Sixty-three per cent favoured active federal government, while 23 per cent supported “minimal government.”

And 57 per cent favoured “reason and evidence” over the 24 per cent who stood by “moral certainty.”

“I think people got fed up,” Graves said of voters.

“They were really resentful to not only this indifference, but hostility, to science and to reason. It was a very strident anti-intellectualism and it didn’t fit well. It’s not where Canadians were.”

Source: Trudeau’s Liberals more in line with Canadians’ fundamental values: Poll | Ottawa Citizen

A God? That’s complicated. Canadians hanging on to personal faith as organized religion declines: poll | National Post

Angus Reid Religon Poll 2015 - Feelings Towards.001The National Post provides a very good infographic summarizing the findings of the recent Angus-Reid survey Religion and faith in Canada today: strong belief, ambivalence and rejection define our views which contains a wealth of information on attitudes and practices and worth reviewing.

Chart above highlights feelings towards different religions and is largely unsurprising.

The chart below provides a relatively rare view of immigration by religion between 2001-11, showing that while religious minorities are a significant share (36 percent), they are still less than Christian immigrants (42 percent). But the median age of religious minorities is younger than for Christians: 32 compared to 41.

Religious Immigration 2001-11.001

A God? That’s complicated. Canadians hanging on to personal faith as organized religion declines: poll | National Post.

The EKOS poll: Are Canadians getting more racist?

Interesting contrast with annual CIC tracking survey which continues to show stable support for current levels of immigration as per chart below:

CIC_Tracking_Survey

Questions of race and religious dress have rarely been ballot box issues in Canada. Now, however, they appear to be the key factors behind major shifts in the voter landscape.

Visible minorities and Immigration - Ekos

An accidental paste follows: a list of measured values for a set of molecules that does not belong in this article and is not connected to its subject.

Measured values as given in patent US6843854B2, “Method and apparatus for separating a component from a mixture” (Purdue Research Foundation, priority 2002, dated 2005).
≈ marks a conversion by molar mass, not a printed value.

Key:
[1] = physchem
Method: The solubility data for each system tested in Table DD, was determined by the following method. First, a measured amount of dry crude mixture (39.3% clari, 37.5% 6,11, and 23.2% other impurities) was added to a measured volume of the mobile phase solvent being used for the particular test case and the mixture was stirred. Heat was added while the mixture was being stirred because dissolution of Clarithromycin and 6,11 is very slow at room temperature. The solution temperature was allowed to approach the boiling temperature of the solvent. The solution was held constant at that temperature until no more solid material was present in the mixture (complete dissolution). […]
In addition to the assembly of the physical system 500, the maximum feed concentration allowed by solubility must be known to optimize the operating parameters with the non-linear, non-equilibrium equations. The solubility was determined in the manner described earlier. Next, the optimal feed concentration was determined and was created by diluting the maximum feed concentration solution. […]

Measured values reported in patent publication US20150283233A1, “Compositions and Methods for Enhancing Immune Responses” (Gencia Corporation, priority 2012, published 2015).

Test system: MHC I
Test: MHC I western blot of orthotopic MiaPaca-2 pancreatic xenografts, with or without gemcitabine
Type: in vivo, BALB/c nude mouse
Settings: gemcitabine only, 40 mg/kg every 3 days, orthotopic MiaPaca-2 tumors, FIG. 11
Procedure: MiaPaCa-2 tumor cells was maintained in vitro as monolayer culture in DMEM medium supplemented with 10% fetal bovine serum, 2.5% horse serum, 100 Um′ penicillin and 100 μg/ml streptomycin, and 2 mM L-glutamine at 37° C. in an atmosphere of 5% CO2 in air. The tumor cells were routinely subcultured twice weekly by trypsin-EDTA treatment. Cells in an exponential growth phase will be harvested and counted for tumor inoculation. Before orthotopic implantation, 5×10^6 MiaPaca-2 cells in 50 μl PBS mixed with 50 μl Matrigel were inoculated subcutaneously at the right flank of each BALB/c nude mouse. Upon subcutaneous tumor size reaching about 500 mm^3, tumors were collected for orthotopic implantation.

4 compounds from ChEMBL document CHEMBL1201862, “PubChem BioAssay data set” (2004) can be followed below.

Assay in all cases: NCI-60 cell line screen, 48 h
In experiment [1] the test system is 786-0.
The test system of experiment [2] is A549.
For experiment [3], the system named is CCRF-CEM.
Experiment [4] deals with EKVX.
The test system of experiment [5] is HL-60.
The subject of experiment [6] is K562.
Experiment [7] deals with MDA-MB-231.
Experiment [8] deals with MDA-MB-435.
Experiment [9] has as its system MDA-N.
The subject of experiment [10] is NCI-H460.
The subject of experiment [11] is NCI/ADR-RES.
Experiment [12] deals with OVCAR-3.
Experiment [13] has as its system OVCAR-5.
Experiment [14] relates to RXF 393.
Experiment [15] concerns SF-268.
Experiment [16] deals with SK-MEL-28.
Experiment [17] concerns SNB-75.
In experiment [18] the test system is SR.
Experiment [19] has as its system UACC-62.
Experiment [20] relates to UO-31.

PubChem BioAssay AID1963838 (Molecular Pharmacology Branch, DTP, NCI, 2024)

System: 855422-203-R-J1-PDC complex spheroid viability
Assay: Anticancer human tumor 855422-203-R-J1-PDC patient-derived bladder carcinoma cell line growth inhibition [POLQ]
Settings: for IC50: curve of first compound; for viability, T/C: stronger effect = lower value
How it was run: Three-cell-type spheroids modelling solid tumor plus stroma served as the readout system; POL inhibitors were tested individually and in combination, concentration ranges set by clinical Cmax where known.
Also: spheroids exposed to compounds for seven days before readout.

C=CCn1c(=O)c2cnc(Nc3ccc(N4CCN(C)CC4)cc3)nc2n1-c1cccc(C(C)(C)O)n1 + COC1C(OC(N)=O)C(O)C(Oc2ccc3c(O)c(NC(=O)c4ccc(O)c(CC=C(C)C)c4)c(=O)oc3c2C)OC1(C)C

Canada has absorbed a large number of visible minority immigrants over the past twenty years, turning us from a largely white society with ancestry drawn from Britain and France to an extremely heterogeneous one. Initial deep reservations about immigration dropped consistently over that period as we became more diverse. The public embraced the ideal of multiculturalism; dire warnings about ethnic enclaves and a fading national identity never came true. Our research over that period shows national attachment remained very high in Canada, while ethnic identifications actually dropped.

It’s useful to remember how far apart public opinion in Canada and the United States was following the 9/11 terrorist attacks. In both countries there was a sharp, immediate rise in opposition to immigration. In Canada, however, that trend soon dissipated, reaching an all-time low around 2005 — when only 25 per cent of us said there were too many immigrants and less than one in five said that too many immigrants were visible-minority. In the U.S., the level of opposition to immigration was nearly three times higher. Canada remained a nation open to the world: pro trade, pro-immigration and pro-diversity. This seemed to confer both social and economic advantages.

Recent polling shows opposition to immigration has nearly doubled since 2005 and is threatening to crack the 53 per cent level we saw in 1993. Not only is opposition to immigration in general scaling heights not seen in twenty years but the number of Canadians saying we admit too many visible minorities has just cracked the 40-point ceiling for the first time ever.

…When we look at how attitudes on immigration and race spread out among the main federal parties, a pattern emerges. Liberals and New Democrats have no cause to be smug; fully one-third of their supporters think too many of those coming to Canada are visible minorities.

But it’s the Conservative party — which owes much of its current success to wooing votes from new Canadians — that seems to have the problem. Jason Kenney, to his credit, wants new Canadians in his party’s corner. But half of the people who support his party would prefer to see fewer non-white immigrants.

Frank Graves of EKOS polling has some startling new numbers